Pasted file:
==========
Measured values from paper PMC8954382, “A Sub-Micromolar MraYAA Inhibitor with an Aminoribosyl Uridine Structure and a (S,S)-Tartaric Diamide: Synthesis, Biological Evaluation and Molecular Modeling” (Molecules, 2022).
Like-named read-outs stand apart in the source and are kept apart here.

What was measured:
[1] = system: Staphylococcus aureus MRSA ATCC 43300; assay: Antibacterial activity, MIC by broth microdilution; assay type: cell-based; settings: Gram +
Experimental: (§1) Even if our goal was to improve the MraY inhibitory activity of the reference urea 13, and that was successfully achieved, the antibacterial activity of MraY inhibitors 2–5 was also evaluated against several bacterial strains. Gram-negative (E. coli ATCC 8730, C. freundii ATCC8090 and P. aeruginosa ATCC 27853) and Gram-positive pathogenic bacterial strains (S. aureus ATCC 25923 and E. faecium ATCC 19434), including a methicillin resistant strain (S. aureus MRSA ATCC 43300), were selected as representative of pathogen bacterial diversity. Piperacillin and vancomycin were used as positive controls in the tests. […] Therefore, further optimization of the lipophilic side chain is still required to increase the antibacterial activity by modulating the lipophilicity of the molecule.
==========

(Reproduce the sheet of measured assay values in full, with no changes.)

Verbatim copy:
Measured values from paper PMC8954382, “A Sub-Micromolar MraYAA Inhibitor with an Aminoribosyl Uridine Structure and a (S,S)-Tartaric Diamide: Synthesis, Biological Evaluation and Molecular Modeling” (Molecules, 2022).
Like-named read-outs stand apart in the source and are kept apart here.

What was measured:
[1] = system: Staphylococcus aureus MRSA ATCC 43300; assay: Antibacterial activity, MIC by broth microdilution; assay type: cell-based; settings: Gram +
Experimental: (§1) Even if our goal was to improve the MraY inhibitory activity of the reference urea 13, and that was successfully achieved, the antibacterial activity of MraY inhibitors 2–5 was also evaluated against several bacterial strains. Gram-negative (E. coli ATCC 8730, C. freundii ATCC8090 and P. aeruginosa ATCC 27853) and Gram-positive pathogenic bacterial strains (S. aureus ATCC 25923 and E. faecium ATCC 19434), including a methicillin resistant strain (S. aureus MRSA ATCC 43300), were selected as representative of pathogen bacterial diversity. Piperacillin and vancomycin were used as positive controls in the tests. […] Therefore, further optimization of the lipophilic side chain is still required to increase the antibacterial activity by modulating the lipophilicity of the molecule.